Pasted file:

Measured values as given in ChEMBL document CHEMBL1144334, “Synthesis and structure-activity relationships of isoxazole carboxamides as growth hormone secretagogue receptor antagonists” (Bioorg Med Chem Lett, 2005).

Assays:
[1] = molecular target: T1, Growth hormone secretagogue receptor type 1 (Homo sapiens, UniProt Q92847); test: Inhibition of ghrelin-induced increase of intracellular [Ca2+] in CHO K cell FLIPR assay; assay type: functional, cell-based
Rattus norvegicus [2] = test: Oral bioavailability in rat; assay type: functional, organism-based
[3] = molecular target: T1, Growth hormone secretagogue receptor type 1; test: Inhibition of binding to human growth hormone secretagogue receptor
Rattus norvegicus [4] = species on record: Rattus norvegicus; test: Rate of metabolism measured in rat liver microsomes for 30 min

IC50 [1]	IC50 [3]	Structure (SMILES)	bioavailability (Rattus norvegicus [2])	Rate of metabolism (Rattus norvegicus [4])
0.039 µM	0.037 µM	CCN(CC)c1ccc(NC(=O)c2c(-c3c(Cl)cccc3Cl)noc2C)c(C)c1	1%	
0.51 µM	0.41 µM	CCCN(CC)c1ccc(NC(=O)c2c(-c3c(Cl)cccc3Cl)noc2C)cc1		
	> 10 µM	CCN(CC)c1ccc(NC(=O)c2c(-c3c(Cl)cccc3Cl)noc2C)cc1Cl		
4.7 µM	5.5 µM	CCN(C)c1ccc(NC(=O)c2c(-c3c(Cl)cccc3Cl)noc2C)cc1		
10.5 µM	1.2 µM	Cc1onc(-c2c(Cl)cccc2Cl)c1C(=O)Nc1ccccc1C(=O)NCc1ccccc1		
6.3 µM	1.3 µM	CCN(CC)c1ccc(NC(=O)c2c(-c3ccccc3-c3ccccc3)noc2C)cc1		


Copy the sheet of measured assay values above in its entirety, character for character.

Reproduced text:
Measured values as given in ChEMBL document CHEMBL1144334, “Synthesis and structure-activity relationships of isoxazole carboxamides as growth hormone secretagogue receptor antagonists” (Bioorg Med Chem Lett, 2005).

Assays:
[1] = molecular target: T1, Growth hormone secretagogue receptor type 1 (Homo sapiens, UniProt Q92847); test: Inhibition of ghrelin-induced increase of intracellular [Ca2+] in CHO K cell FLIPR assay; assay type: functional, cell-based
Rattus norvegicus [2] = test: Oral bioavailability in rat; assay type: functional, organism-based
[3] = molecular target: T1, Growth hormone secretagogue receptor type 1; test: Inhibition of binding to human growth hormone secretagogue receptor
Rattus norvegicus [4] = species on record: Rattus norvegicus; test: Rate of metabolism measured in rat liver microsomes for 30 min

IC50 [1]	IC50 [3]	Structure (SMILES)	bioavailability (Rattus norvegicus [2])	Rate of metabolism (Rattus norvegicus [4])
0.039 µM	0.037 µM	CCN(CC)c1ccc(NC(=O)c2c(-c3c(Cl)cccc3Cl)noc2C)c(C)c1	1%	
0.51 µM	0.41 µM	CCCN(CC)c1ccc(NC(=O)c2c(-c3c(Cl)cccc3Cl)noc2C)cc1		
	> 10 µM	CCN(CC)c1ccc(NC(=O)c2c(-c3c(Cl)cccc3Cl)noc2C)cc1Cl		
4.7 µM	5.5 µM	CCN(C)c1ccc(NC(=O)c2c(-c3c(Cl)cccc3Cl)noc2C)cc1		
10.5 µM	1.2 µM	Cc1onc(-c2c(Cl)cccc2Cl)c1C(=O)Nc1ccccc1C(=O)NCc1ccccc1		
6.3 µM	1.3 µM	CCN(CC)c1ccc(NC(=O)c2c(-c3ccccc3-c3ccccc3)noc2C)cc1		